In the previous paragraph, I mentioned transgender women. I am not a trans woman. The gender I was assigned at birth and the gender people see me as is also the one I personally identify with (which means I’m cisgender). I’m aware that puts me in a privileged position, so I want to be clear that I’m not speaking for or on behalf of anyone. This is specifically an article about my personal experience with the word. However, I understand how difficult and delicate talking about these topics can be, and I hope this article serves as a spark for conversation within the comments section or even a guest post from someone within the transgender community. I’ve also tried to be as aware and careful as possible in the language I’m using (which does include some offensive/potentially triggering words), but if I’ve made a misstep, please do tell me. And of course it goes without saying that transphobic and/or homophobic remarks, of any kind, will not be tolerated here.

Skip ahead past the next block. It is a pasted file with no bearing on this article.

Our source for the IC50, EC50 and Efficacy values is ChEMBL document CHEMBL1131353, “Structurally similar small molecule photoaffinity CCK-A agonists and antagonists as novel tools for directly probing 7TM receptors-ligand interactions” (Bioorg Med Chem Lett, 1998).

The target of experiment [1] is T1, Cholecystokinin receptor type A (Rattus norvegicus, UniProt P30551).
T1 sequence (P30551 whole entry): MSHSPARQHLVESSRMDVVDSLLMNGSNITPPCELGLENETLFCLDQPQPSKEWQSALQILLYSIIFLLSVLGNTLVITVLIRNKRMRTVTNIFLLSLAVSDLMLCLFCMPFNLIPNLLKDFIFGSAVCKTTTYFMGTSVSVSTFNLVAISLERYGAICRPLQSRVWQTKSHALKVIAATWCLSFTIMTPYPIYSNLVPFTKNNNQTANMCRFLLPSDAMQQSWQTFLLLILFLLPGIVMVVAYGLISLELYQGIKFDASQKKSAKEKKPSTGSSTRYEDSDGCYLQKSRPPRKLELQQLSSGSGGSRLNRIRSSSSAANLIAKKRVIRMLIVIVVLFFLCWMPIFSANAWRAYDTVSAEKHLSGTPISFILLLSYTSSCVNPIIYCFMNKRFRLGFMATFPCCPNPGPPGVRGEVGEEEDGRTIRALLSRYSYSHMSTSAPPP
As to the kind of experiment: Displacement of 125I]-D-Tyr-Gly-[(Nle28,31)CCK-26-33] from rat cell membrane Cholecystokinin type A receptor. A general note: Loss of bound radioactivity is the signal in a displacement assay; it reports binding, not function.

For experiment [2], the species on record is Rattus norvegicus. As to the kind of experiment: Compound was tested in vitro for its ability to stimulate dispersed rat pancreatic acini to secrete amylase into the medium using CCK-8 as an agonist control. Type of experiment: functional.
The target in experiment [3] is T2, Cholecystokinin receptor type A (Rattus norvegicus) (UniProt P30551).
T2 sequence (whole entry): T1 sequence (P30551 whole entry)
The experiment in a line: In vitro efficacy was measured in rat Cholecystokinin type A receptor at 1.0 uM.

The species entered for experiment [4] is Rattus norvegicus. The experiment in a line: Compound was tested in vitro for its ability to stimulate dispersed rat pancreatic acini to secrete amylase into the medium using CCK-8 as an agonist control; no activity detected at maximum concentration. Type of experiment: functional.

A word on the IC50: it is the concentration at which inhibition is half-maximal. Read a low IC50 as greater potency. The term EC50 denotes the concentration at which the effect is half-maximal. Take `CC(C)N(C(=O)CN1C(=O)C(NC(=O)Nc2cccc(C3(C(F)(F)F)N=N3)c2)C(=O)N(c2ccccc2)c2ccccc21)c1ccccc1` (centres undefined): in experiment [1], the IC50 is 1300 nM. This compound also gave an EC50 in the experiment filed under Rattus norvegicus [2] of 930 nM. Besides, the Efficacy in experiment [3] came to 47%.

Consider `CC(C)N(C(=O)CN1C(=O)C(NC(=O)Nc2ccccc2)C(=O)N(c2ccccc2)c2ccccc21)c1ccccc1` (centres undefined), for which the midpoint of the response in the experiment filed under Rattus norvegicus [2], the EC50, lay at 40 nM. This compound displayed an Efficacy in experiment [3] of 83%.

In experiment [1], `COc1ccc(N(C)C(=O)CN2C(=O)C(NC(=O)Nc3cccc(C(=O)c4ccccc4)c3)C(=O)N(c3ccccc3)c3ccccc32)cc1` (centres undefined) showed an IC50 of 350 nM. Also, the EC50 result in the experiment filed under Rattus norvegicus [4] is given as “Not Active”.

The first photo that elicited the slur. By POC Photo.

As many of you know, there are lots of photos of me online, usually in the pinup style. I have pretty stable self-esteem, so I’m not terribly bothered when people call me ugly or what have you. If I’m not your cuppa, great. But about a year ago, as TLA was starting to get a lot bigger, I noticed the beginnings of a strange new pattern. People started calling me a “tr*nny” in the comments of some my photos. Even now, as I’m typing this, my brows kind of furrow into a confused expression.